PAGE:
Firstly, if you are not a Christian or do not consider yourself one, I would suggest trying to read it anyway. At the very least it is one of the cornerstones of world literature, and the very least you will get out of it is a knowledge of one of the most influential books in mankind's history. Also, you can go to the source of Christianity instead of having to take it second-hand from the mouth of a vicar, a TV evangelist or anyone else - and these people make mistakes as much as anyone else! One thing that has often impressed me about the nineteenth century atheists, agnostics and religious sceptics is that at least they knew the Bible well enough to know what they disagreed with. One problem nowadays is that so few people know the Bible is that they don't know the subject they claim to be talking about. A good place to start is the Gospel of Mark or the Gospel of Luke, followed by the Book of Genesis. After that the Letter to the Romans, although more difficult to the reader coming to it for the first time, is a good place to understand more about the meaning of the death and resurrection of Jesus, and the motivation for Christian behaviour. If you find any of these difficult or raising questions, there are normally books in the local public library written by experts that help shed light on some of the terms that may not be familiar to a modern reader.
If you are a Christian, then again, the Bible is instruction manual of the Christian faith. It is there not just to teach us, but to remind us (and most of us need reminding of things once taught, whether to do with reptiles, computers or faith). But it isn't just dry teaching: reading a psalm, which is like a prayer or a hymn, may help you in your daily life. Similarly, reading something from the Book of Proverbs may give you an insight into how to live or to deal with a situation. In reading the historical books of the Old Testament, you may find, apart from reading how God has interacted with humankind, that there are examples to copy or examples to avoid. In reading the New Testament you can be reminded again of the significance of Jesus' life, death and resurrection, as well as how to live from day to day.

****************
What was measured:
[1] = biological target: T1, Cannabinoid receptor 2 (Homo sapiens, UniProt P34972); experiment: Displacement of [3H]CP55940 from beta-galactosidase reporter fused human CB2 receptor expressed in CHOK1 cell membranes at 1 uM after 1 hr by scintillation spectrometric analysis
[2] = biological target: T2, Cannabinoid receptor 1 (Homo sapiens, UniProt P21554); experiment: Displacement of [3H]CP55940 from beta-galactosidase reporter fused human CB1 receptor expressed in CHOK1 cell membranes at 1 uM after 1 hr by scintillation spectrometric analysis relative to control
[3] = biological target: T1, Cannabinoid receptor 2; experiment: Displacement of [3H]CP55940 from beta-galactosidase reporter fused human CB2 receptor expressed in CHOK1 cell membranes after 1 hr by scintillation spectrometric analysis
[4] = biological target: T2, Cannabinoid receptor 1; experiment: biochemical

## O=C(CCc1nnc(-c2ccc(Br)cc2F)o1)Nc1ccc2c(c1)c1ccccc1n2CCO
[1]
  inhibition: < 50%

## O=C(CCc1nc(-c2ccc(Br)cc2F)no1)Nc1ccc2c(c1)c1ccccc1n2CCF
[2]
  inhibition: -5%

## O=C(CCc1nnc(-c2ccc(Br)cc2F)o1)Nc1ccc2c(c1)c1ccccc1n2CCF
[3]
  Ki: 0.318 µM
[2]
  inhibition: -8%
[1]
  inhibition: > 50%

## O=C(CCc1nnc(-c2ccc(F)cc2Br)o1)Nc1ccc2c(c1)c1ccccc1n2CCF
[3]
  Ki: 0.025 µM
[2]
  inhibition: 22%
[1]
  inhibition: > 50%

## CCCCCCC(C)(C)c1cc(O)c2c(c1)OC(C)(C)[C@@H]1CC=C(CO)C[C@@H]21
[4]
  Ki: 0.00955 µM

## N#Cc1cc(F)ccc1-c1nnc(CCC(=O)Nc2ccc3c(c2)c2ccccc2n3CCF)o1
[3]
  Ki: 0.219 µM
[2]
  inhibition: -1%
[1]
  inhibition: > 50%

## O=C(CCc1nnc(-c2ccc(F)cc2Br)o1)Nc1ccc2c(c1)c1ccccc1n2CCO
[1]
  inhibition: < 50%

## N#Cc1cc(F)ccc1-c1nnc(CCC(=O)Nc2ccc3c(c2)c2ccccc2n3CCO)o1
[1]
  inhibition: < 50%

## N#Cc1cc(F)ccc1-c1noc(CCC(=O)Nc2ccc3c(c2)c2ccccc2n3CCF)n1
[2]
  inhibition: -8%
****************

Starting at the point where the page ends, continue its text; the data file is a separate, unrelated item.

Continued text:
Everyone has their own way of reading any book, be it a reptile book, a PC manual or the Bible. I can only offer a few observations or suggestions which I think may help you. If they don't help, feel free to junk them and find your own method.
The Bible is a fairly large book with a lot of different subject matter, and it would be impractical to suggest it can be read in an evening or even a week. On the other hand, certain sections, such as the Gospels, can be read chapter by chapter in a few days. Certainly this is one reason for recommending the Gospel of Mark: being just sixteen chapters long, it can be read in about a fortnight. In fact the Gospels and some of the books in the Old Testament can be read as straightforward narrative. Some of the other books, such as the New Testament letters or Old Testament books of the law, are best read in convenient chunks, bit by bit, and digested and understood. Just as with trying to learn programming, attempting too much too quickly only leads to frustration and discouragement. "Slowly but surely" is a good guide.